"In the interest of self-preservation then." To torture them both, he slipped into her slowly,watched her eyes go opaque. He closed his mouth over hers again so that her shallow breathsshuddered through him.

    The ride was slow and slippery, and more tender than either had expected. Climax came on along, quiet sigh. Her lips curved against his. "Welcome home."

    She could see him now, those stunning blue eyes, the face that was both saint and sinner, themouth of a doomed poet. His hair was streaming with water, black and sleek, just touching broadshoulders roped with subtle and surprisingly tough muscle.

    Looking at him after these brief, periodic absences always made something unexpected lurchthrough her. She doubted she would ever get used to the fact that he not only wanted her butloved her.

    She was smiling still as she combed her fingers through his thick, black hair. "Everything okaywith the Olympus Resort?"

    "Adjustments, some delays. Nothing that can't be dealt with." The elaborate space stationresort and pleasure center would open on schedule, because he wouldn't accept any less.

    He ordered the jets off, then took a towel to wrap around her when she would have used thedrying tube. "I began to understand why you stay in here while I'm away. I couldn't sleep inthe Presidential Suite." He took another towel, rubbed it over her hair. "It was too lonelywithout you."

    She leaned against him a moment, just to feel the familiar lines of his body against hers."We're getting so damn sappy."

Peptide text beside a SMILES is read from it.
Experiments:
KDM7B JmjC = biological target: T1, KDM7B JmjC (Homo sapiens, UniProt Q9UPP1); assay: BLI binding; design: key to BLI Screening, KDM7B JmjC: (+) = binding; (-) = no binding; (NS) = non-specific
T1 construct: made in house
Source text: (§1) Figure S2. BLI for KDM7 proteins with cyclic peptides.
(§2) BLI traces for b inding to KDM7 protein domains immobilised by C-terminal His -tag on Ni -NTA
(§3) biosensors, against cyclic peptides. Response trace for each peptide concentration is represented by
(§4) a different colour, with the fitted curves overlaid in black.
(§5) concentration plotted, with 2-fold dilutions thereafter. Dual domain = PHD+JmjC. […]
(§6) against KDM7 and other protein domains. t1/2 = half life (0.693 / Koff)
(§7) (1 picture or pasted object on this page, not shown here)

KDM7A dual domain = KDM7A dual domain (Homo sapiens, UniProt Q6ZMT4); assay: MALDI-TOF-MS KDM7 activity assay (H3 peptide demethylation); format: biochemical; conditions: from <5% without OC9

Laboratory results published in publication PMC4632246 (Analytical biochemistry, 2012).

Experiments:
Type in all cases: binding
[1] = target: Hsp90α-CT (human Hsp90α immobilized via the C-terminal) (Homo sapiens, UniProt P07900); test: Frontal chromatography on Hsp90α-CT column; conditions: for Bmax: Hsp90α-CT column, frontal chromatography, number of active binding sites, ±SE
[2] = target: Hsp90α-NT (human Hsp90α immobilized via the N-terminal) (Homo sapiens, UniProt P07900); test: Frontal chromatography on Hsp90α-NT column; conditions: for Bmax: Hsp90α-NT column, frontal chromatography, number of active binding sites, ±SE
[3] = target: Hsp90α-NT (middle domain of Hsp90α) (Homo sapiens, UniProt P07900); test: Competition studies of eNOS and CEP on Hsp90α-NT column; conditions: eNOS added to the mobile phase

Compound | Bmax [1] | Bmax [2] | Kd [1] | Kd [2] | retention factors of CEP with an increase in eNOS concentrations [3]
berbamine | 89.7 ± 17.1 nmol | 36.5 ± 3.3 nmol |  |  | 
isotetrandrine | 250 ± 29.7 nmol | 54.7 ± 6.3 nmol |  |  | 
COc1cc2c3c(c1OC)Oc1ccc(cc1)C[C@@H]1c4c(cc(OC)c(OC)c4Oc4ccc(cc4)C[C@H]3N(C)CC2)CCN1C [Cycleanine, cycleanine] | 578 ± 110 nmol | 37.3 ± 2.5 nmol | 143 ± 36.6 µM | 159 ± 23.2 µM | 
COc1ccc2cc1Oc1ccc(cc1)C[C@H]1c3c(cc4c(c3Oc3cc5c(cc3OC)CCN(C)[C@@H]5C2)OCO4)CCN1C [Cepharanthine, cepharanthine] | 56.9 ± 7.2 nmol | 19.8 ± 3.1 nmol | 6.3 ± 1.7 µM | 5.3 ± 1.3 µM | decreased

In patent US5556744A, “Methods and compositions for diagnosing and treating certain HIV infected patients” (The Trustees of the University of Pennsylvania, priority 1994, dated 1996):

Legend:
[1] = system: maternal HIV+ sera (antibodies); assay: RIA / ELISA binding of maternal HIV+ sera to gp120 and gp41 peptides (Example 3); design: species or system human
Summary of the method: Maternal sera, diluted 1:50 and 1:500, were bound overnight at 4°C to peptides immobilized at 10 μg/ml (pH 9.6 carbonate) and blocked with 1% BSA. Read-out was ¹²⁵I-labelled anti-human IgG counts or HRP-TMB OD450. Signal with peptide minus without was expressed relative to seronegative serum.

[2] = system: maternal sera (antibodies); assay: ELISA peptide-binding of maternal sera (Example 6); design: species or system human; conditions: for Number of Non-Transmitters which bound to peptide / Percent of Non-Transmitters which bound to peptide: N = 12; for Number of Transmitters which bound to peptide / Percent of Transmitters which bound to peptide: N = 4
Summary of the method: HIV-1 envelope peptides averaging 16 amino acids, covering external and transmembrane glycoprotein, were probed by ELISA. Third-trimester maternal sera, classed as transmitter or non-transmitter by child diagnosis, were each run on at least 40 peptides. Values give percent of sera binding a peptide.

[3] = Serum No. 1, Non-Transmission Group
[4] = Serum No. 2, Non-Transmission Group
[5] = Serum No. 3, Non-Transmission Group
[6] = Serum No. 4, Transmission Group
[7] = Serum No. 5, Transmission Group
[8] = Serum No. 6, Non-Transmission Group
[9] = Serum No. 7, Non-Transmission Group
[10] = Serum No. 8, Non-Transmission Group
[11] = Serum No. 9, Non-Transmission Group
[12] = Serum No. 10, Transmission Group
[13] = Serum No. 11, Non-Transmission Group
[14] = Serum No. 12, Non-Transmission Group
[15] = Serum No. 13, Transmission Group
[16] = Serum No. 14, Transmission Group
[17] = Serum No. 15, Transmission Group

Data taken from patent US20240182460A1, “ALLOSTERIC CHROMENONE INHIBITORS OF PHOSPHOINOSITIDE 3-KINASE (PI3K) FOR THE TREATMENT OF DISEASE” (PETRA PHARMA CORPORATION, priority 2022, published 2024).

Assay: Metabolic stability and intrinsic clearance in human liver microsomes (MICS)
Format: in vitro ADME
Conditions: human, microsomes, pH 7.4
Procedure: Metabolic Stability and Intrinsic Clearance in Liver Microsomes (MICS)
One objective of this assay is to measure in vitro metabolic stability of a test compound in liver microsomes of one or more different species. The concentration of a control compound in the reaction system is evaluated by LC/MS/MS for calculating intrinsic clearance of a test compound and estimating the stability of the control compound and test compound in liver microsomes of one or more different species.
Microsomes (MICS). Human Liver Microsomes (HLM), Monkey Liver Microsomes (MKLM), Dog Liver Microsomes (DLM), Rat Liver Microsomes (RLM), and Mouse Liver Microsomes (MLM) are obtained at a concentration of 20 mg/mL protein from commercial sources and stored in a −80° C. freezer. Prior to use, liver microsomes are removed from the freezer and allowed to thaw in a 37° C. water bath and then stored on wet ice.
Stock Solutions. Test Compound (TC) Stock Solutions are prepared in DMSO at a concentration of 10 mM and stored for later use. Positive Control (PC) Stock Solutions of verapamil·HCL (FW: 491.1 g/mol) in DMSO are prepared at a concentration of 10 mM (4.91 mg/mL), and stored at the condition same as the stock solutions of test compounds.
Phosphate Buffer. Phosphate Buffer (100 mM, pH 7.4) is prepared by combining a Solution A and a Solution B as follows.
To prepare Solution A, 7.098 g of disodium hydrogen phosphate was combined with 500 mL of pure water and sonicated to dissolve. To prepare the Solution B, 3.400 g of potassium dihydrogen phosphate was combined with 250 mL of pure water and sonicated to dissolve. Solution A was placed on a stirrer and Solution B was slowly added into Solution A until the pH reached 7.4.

"I don't mind. We Irish are very sentimental."

    It made her smirk as he turned to get robes. He might have had the music of Ireland in hisvoice, but she seriously doubted if any of his business friends or foes would consider Roarke asentimental man.

    "No fresh bruises," he observed, helping her into her robe before she could do it for herself."I take that to mean you've had a quiet few days."

    "Mostly. We had a john get a bit overenthusiastic with a licensed companion. Choked her todeath during sex." She belted the robe, scratched fingers through her hair to scatter morewater. "He got spooked and ran." She moved her shoulders as she stepped into the office. "Buthe lawyered up and turned himself in a few hours later. PA took it down to manslaughter. I letPeabody handle the interview and booking."

    "Hmm." Roarke went to a recessed cabinet for wine, poured them both a glass. "It's been quietthen."

    "Yeah. I had that viewing tonight."

    His brow furrowed, then cleared. "Ah, yes, you told me. I'm sorry I couldn't make it home intime to go with you."

    "Feeney's taking it really hard. It would be easier if Frank had gone down in the line ofduty."

    This time Roarke's brow quirked. "You'd prefer that your associate had been killed rather than,say, go gently into that good night?"

    "I'd just understand it better, that's all." She frowned into her wine. She didn't think itwise to tell Roarke she'd prefer a fast and violent death herself. "There is something odd,though. I met Frank's family. The oldest granddaughter's on the weird side."